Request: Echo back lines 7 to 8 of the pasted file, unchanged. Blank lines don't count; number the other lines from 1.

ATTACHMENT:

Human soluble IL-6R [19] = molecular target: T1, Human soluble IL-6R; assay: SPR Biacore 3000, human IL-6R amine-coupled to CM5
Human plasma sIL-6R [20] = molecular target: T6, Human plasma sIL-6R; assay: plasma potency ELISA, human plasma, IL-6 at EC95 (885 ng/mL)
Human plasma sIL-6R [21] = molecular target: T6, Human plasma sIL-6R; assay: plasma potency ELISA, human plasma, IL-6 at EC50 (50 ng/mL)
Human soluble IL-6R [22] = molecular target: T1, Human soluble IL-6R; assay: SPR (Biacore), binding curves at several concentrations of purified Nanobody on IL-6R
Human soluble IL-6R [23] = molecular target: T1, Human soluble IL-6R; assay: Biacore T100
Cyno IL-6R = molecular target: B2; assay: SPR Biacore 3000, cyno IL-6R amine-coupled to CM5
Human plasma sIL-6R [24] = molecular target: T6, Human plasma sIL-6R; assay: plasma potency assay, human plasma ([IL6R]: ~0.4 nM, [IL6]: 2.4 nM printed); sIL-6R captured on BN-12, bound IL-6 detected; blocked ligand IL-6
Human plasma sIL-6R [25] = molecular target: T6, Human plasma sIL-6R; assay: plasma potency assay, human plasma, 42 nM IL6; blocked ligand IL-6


Human plasma sIL-6R [24] = molecular target: T6, Human plasma sIL-6R; assay: plasma potency assay, human plasma ([IL6R]: ~0.4 nM, [IL6]: 2.4 nM printed); sIL-6R captured on BN-12, bound IL-6 detected; blocked ligand IL-6
Human plasma sIL-6R [25] = molecular target: T6, Human plasma sIL-6R; assay: plasma potency assay, human plasma, 42 nM IL6; blocked ligand IL-6